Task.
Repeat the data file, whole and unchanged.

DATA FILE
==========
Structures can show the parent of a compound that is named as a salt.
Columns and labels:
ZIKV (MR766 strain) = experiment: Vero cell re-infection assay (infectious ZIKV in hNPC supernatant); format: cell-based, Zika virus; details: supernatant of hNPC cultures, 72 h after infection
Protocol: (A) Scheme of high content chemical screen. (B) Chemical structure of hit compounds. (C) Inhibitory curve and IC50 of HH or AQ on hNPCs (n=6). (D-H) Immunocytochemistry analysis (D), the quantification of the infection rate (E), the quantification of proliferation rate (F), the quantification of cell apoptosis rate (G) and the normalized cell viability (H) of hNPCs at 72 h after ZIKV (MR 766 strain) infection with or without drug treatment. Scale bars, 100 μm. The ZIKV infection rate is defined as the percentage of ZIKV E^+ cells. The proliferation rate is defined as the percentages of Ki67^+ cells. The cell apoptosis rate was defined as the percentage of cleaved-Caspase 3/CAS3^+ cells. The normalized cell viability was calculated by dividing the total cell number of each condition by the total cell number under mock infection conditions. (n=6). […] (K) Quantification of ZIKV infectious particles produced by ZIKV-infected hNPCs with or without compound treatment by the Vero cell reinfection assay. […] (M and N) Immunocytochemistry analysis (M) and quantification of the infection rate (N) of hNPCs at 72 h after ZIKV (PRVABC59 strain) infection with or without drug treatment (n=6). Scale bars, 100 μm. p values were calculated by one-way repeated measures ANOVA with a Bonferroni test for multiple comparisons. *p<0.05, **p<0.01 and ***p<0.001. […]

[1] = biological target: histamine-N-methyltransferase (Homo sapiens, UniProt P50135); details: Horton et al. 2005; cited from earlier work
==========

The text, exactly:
Structures can show the parent of a compound that is named as a salt.
Columns and labels:
ZIKV (MR766 strain) = experiment: Vero cell re-infection assay (infectious ZIKV in hNPC supernatant); format: cell-based, Zika virus; details: supernatant of hNPC cultures, 72 h after infection
Protocol: (A) Scheme of high content chemical screen. (B) Chemical structure of hit compounds. (C) Inhibitory curve and IC50 of HH or AQ on hNPCs (n=6). (D-H) Immunocytochemistry analysis (D), the quantification of the infection rate (E), the quantification of proliferation rate (F), the quantification of cell apoptosis rate (G) and the normalized cell viability (H) of hNPCs at 72 h after ZIKV (MR 766 strain) infection with or without drug treatment. Scale bars, 100 μm. The ZIKV infection rate is defined as the percentage of ZIKV E^+ cells. The proliferation rate is defined as the percentages of Ki67^+ cells. The cell apoptosis rate was defined as the percentage of cleaved-Caspase 3/CAS3^+ cells. The normalized cell viability was calculated by dividing the total cell number of each condition by the total cell number under mock infection conditions. (n=6). […] (K) Quantification of ZIKV infectious particles produced by ZIKV-infected hNPCs with or without compound treatment by the Vero cell reinfection assay. […] (M and N) Immunocytochemistry analysis (M) and quantification of the infection rate (N) of hNPCs at 72 h after ZIKV (PRVABC59 strain) infection with or without drug treatment (n=6). Scale bars, 100 μm. p values were calculated by one-way repeated measures ANOVA with a Bonferroni test for multiple comparisons. *p<0.05, **p<0.01 and ***p<0.001. […]

[1] = biological target: histamine-N-methyltransferase (Homo sapiens, UniProt P50135); details: Horton et al. 2005; cited from earlier work